Directors and Officers insurance is designed to protect directors and officers from claims arising from their decisions or actions made on behalf of the company. But is Directors and Officers Insurance a “claims made” type of insurance? Keep reading to find out.
How Does Directors and Officers Insurance Work?
Directors and Officers Insurance, also known as D&O insurance, is a type of liability insurance that protects directors and officers of a company from legal expenses and settlements arising from lawsuits involving their actions taken on the job.
D&O Insurance usually covers financial loss such as fraud or embezzlement. It may also include coverage against wrongful termination claims, employment discrimination, and breaches of fiduciary duty.
This coverage extends to the company as well as the individual directors and officers. If the company is sued for a wrongful act that fell within the scope of an officer’s or director’s duties, the insurance will cover ensuing legal costs and judgments
While it’s not legally mandated, D&O insurance is an important safety net for companies and their leaders who face exposure to a range of civil and criminal liabilities.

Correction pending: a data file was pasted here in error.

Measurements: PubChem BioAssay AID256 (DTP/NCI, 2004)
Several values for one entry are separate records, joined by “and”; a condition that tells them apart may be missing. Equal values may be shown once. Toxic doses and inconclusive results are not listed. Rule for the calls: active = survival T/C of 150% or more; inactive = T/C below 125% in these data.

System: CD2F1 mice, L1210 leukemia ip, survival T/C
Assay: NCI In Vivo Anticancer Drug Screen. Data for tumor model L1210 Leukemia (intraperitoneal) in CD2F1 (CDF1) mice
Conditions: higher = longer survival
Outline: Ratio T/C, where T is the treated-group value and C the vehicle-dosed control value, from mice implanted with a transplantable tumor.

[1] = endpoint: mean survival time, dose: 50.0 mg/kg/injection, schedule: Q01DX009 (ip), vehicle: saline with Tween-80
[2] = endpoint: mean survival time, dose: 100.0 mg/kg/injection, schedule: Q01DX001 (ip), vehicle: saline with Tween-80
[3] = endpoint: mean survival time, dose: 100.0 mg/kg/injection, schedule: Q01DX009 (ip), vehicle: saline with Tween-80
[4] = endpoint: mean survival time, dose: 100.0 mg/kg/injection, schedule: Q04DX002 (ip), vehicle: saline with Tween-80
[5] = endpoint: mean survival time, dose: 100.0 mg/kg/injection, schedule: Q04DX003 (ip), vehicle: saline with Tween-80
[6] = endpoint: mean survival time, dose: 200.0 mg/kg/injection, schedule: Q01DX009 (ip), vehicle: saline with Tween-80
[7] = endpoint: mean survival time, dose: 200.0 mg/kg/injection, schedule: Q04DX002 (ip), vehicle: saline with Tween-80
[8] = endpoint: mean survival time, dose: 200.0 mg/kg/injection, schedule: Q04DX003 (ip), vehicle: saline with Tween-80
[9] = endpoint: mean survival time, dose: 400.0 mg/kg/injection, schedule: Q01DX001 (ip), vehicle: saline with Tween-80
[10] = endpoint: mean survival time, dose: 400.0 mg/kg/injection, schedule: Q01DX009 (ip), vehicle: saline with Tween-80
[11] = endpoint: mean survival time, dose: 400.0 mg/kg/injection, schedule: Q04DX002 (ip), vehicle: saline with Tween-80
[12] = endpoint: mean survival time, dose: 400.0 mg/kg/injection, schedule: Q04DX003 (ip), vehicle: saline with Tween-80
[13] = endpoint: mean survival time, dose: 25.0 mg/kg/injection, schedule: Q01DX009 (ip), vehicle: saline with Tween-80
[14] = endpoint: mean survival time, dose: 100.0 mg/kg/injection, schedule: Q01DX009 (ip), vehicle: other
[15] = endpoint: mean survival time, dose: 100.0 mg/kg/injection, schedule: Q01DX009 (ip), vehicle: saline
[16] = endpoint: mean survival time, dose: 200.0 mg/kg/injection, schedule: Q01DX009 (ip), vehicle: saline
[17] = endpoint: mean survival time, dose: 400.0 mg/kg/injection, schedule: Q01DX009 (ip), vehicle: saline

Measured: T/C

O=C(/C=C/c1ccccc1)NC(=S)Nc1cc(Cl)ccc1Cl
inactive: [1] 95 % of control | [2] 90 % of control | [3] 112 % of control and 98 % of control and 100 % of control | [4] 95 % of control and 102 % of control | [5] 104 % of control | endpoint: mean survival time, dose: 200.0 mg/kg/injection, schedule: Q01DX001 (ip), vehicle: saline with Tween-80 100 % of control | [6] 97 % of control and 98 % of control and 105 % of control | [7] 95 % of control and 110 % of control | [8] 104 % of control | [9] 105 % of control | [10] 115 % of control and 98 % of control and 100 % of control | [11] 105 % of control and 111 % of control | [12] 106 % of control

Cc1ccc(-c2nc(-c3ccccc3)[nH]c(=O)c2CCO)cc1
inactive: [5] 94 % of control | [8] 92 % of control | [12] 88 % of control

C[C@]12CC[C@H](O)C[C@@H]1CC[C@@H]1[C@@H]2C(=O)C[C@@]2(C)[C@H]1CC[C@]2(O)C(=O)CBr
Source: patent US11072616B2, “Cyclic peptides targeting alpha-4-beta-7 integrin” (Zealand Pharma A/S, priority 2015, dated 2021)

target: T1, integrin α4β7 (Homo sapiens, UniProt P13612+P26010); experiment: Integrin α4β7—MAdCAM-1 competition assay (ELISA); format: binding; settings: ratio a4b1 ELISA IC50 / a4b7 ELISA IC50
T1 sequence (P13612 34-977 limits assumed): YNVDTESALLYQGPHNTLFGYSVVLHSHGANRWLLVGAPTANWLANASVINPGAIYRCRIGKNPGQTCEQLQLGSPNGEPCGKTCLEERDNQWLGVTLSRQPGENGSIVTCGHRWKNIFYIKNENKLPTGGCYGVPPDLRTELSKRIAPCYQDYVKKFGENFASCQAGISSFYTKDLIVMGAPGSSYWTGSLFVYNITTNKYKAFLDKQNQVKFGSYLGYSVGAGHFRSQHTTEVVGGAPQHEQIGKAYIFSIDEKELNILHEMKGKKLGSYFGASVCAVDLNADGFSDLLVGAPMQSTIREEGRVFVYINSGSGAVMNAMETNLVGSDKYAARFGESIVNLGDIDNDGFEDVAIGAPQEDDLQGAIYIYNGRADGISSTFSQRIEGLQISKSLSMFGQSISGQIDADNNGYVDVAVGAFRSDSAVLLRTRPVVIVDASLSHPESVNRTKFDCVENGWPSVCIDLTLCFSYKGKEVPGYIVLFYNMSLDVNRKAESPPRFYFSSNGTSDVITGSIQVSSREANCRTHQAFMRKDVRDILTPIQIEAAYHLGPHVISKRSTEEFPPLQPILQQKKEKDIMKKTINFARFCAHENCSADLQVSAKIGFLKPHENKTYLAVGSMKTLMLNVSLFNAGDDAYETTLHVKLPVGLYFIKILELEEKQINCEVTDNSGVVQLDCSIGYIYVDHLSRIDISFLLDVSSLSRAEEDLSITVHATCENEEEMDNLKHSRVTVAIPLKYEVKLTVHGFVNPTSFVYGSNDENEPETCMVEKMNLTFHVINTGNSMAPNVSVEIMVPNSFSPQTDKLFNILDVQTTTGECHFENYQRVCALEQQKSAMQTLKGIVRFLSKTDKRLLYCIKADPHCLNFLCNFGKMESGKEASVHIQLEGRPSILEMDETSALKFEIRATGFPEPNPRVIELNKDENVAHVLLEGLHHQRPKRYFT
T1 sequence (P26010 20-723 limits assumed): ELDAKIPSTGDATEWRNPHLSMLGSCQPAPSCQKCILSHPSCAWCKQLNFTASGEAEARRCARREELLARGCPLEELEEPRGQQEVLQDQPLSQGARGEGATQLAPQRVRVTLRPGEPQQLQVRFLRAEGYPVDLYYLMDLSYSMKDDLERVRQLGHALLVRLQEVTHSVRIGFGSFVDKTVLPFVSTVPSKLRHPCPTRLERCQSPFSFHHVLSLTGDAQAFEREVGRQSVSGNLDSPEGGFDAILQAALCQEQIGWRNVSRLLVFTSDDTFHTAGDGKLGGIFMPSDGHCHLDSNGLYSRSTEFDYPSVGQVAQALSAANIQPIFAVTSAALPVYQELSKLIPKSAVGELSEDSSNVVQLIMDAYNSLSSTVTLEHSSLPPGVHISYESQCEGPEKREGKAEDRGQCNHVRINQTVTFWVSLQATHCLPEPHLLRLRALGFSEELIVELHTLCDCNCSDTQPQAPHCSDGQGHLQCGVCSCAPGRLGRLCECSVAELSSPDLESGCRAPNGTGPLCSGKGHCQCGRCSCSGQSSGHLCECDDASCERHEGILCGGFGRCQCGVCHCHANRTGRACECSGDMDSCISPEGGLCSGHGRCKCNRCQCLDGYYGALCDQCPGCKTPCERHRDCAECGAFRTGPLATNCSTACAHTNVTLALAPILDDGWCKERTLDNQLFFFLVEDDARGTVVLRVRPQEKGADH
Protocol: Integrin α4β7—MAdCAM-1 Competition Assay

Is Directors and Officers Insurance “Claims Made”?
Like other types of business insurance, Directors and Officers Insurance is a “claims made” type of insurance. Let’s see what this means.
Claims-made insurance is a type of policy that provides coverage for claims that are made during the period the policy is active. This means that it doesn’t matter when the incident that led to the claim occurred; what matters is when the claim is filed.
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However, it’s essential to note that this type of policy usually includes a retroactive date, and any incidents that occur before this date aren’t covered.
So for example, if you have a D&O policy with a retroactive date of January 2021 a client sues you in 2023 for an accident that occurred in June 2021, your policy would provide coverage because the claim was made during the policy period.
If a claim is reported after the policy has ended, there won’t be coverage unless an extended reporting period or “tail” coverage has been purchased.
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